[14] The clay sample, the PVDF membranes, the two bronze plates, and the lower part of the PMMA cell are placed in a large dish which contains the electrolyte solution. The entire system is then degassed.

[15] The electrical potential is imposed on the bronze electrodes. Measurements must be made during the first few minutes of the experiments in order to avoid polarization of the electrodes.

3.2. Materials

[16] Three types of materials were used for the experiments, namely two model powders (muscovite mica and sodium montmorillonite) and a natural compact argilite extracted in East France from a Callovo-Oxfordian formation. Quantities relative to these materials will be indicated by the subscripts mi, mo and ar, respectively.

[17] The muscovite mica (Comptoir des Minéraux et Matières premières) is essentially composed of SiO2 (48%) and Al2O3 (34%). An analysis by SEM shows a lamellar structure with grains of diameters about 4 μm; these grains tend to aggregate into larger clusters.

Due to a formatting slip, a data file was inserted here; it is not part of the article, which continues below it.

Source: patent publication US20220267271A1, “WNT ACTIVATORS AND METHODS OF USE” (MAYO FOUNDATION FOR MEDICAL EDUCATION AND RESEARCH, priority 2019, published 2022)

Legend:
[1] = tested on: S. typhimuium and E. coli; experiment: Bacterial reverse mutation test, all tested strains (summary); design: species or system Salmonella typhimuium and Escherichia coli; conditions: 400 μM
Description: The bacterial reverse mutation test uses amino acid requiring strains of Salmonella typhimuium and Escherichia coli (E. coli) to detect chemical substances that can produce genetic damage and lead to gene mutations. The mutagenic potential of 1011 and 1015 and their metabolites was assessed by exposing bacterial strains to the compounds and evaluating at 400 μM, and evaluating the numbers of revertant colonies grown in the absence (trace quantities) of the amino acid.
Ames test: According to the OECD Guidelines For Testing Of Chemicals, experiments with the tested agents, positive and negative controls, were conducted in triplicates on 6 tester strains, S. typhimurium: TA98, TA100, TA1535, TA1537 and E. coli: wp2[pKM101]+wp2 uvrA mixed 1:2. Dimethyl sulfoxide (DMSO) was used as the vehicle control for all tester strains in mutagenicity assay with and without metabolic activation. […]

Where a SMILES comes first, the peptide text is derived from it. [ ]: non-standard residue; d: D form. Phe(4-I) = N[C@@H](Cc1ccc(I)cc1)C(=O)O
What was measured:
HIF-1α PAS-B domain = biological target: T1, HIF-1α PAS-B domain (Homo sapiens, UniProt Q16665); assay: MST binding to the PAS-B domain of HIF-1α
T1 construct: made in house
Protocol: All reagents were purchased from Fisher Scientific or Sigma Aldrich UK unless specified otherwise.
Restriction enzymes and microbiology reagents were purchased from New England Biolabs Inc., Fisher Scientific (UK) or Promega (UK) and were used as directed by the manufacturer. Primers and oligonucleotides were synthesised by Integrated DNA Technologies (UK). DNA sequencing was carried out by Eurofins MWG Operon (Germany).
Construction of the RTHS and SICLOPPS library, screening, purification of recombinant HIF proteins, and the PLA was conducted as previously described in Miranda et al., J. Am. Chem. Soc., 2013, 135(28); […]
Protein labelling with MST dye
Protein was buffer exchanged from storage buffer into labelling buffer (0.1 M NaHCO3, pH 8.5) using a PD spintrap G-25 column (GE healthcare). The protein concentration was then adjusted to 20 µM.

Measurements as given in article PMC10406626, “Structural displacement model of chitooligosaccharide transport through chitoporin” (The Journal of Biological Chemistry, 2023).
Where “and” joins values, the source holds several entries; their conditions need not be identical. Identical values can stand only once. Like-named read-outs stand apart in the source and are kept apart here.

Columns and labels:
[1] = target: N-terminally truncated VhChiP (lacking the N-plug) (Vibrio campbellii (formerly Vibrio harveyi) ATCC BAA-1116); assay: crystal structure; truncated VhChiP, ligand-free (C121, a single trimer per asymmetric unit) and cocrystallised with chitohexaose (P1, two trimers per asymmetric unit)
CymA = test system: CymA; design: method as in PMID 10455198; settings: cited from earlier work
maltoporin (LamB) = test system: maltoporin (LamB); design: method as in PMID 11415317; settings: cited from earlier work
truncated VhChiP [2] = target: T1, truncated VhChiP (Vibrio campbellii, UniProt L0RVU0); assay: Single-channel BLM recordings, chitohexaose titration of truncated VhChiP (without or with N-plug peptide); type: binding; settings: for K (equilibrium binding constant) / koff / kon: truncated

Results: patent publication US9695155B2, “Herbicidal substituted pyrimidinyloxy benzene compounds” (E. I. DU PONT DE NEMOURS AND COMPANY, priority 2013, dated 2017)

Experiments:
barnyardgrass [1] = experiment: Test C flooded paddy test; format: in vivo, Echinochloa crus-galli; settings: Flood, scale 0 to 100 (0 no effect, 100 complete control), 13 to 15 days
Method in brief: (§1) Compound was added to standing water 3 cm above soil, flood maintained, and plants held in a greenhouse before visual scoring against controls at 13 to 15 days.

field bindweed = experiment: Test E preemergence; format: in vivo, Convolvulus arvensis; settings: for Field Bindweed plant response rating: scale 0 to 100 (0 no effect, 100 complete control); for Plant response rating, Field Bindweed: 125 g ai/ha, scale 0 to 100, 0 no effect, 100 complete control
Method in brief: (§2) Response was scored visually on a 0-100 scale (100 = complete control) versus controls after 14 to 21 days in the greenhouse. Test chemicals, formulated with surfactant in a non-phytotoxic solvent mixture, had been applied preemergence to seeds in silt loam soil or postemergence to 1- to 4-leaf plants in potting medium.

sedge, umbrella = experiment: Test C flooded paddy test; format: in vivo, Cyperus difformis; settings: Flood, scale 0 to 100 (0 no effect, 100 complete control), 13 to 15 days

[18] The sodium montmorillonite is a bentonite (OENO, France) whose ionic exchange capacity is equal to 80 meq/100 g. When immersed into water, this clay may double its volume and form a gel. This powder was also analyzed by SEM; the dimensions range between grains of 2 μm diameter and clusters of 10 μm diameter.

[19] A SEM analysis of the argilite powder shows an heterogeneous structure with many aggregates. Because of the careful crushing process to obtain powder from the original block, the average grain radius ranges from 1 to 10 μm.

[20] The densities ρ of the three clays were obtained by standard weight and volume measurements: ρmi = 3150 ± 150 kg/m3, ρmo = 2450 ± 180 kg/m3 and ρar = 2660 ± 150 kg/m3. The specific surface Ssp was measured on the two model powders by nitrogen adsorption with Pc = 0: Ssp,mi = 2.5 107 m−1 and Ssp,mo = 1.5 109 m−1.